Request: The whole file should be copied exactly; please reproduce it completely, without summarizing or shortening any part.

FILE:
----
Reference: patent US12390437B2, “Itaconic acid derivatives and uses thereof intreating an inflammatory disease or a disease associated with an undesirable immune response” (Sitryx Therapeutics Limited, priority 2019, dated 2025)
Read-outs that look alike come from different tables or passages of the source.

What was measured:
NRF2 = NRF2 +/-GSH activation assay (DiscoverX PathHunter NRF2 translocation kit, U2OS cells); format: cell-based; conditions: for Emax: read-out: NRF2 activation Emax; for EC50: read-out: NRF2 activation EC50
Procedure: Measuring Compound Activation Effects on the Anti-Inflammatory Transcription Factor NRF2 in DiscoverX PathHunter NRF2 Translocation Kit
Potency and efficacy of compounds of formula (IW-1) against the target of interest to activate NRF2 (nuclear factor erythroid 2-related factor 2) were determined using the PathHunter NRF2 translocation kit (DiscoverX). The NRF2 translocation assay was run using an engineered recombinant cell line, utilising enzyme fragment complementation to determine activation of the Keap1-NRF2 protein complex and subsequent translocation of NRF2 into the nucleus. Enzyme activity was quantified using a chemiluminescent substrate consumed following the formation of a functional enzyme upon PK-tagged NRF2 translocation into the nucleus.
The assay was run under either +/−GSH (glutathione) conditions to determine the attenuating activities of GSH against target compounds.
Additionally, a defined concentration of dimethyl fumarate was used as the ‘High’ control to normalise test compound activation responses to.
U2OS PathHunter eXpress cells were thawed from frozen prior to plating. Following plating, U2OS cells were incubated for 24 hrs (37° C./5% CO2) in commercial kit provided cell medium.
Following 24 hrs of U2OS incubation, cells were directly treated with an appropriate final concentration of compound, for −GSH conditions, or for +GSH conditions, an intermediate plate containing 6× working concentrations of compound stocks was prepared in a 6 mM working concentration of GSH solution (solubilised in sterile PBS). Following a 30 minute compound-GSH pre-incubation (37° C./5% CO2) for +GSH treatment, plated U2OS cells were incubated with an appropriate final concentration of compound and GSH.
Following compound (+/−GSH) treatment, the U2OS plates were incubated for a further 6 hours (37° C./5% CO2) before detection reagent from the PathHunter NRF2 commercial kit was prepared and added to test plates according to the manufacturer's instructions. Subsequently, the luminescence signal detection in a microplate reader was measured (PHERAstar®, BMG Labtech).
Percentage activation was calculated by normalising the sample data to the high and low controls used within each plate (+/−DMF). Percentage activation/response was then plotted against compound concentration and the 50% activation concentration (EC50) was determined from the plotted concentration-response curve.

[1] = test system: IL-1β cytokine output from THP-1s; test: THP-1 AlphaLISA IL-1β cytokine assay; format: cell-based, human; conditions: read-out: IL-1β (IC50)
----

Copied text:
Reference: patent US12390437B2, “Itaconic acid derivatives and uses thereof intreating an inflammatory disease or a disease associated with an undesirable immune response” (Sitryx Therapeutics Limited, priority 2019, dated 2025)
Read-outs that look alike come from different tables or passages of the source.

What was measured:
NRF2 = NRF2 +/-GSH activation assay (DiscoverX PathHunter NRF2 translocation kit, U2OS cells); format: cell-based; conditions: for Emax: read-out: NRF2 activation Emax; for EC50: read-out: NRF2 activation EC50
Procedure: Measuring Compound Activation Effects on the Anti-Inflammatory Transcription Factor NRF2 in DiscoverX PathHunter NRF2 Translocation Kit
Potency and efficacy of compounds of formula (IW-1) against the target of interest to activate NRF2 (nuclear factor erythroid 2-related factor 2) were determined using the PathHunter NRF2 translocation kit (DiscoverX). The NRF2 translocation assay was run using an engineered recombinant cell line, utilising enzyme fragment complementation to determine activation of the Keap1-NRF2 protein complex and subsequent translocation of NRF2 into the nucleus. Enzyme activity was quantified using a chemiluminescent substrate consumed following the formation of a functional enzyme upon PK-tagged NRF2 translocation into the nucleus.
The assay was run under either +/−GSH (glutathione) conditions to determine the attenuating activities of GSH against target compounds.
Additionally, a defined concentration of dimethyl fumarate was used as the ‘High’ control to normalise test compound activation responses to.
U2OS PathHunter eXpress cells were thawed from frozen prior to plating. Following plating, U2OS cells were incubated for 24 hrs (37° C./5% CO2) in commercial kit provided cell medium.
Following 24 hrs of U2OS incubation, cells were directly treated with an appropriate final concentration of compound, for −GSH conditions, or for +GSH conditions, an intermediate plate containing 6× working concentrations of compound stocks was prepared in a 6 mM working concentration of GSH solution (solubilised in sterile PBS). Following a 30 minute compound-GSH pre-incubation (37° C./5% CO2) for +GSH treatment, plated U2OS cells were incubated with an appropriate final concentration of compound and GSH.
Following compound (+/−GSH) treatment, the U2OS plates were incubated for a further 6 hours (37° C./5% CO2) before detection reagent from the PathHunter NRF2 commercial kit was prepared and added to test plates according to the manufacturer's instructions. Subsequently, the luminescence signal detection in a microplate reader was measured (PHERAstar®, BMG Labtech).
Percentage activation was calculated by normalising the sample data to the high and low controls used within each plate (+/−DMF). Percentage activation/response was then plotted against compound concentration and the 50% activation concentration (EC50) was determined from the plotted concentration-response curve.

[1] = test system: IL-1β cytokine output from THP-1s; test: THP-1 AlphaLISA IL-1β cytokine assay; format: cell-based, human; conditions: read-out: IL-1β (IC50)